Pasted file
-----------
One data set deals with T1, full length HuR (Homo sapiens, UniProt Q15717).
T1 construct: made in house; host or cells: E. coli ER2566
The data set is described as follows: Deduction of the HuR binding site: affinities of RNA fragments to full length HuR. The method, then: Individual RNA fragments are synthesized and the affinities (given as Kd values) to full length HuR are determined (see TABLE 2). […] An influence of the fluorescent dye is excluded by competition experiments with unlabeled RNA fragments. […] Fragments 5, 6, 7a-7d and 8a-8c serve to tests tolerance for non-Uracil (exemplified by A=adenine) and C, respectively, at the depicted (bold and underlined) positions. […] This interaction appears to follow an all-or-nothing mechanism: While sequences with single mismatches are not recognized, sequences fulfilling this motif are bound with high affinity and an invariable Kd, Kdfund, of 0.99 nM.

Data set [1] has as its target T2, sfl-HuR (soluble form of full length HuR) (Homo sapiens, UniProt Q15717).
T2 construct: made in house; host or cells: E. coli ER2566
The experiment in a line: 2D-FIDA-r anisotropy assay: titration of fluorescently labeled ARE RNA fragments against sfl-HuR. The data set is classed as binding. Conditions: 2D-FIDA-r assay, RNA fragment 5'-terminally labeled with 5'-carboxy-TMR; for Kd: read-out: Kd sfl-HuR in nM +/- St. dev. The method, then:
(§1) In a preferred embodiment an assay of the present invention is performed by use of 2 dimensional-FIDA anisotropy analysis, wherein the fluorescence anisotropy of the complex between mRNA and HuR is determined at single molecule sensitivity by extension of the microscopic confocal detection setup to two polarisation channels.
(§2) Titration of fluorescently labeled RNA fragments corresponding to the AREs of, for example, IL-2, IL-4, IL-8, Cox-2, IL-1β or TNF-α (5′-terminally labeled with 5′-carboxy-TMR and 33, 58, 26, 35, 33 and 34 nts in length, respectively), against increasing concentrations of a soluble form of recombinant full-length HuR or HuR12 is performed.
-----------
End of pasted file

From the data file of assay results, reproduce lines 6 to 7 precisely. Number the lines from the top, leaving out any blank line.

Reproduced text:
The experiment in a line: 2D-FIDA-r anisotropy assay: titration of fluorescently labeled ARE RNA fragments against sfl-HuR. The data set is classed as binding. Conditions: 2D-FIDA-r assay, RNA fragment 5'-terminally labeled with 5'-carboxy-TMR; for Kd: read-out: Kd sfl-HuR in nM +/- St. dev. The method, then:
(§1) In a preferred embodiment an assay of the present invention is performed by use of 2 dimensional-FIDA anisotropy analysis, wherein the fluorescence anisotropy of the complex between mRNA and HuR is determined at single molecule sensitivity by extension of the microscopic confocal detection setup to two polarisation channels.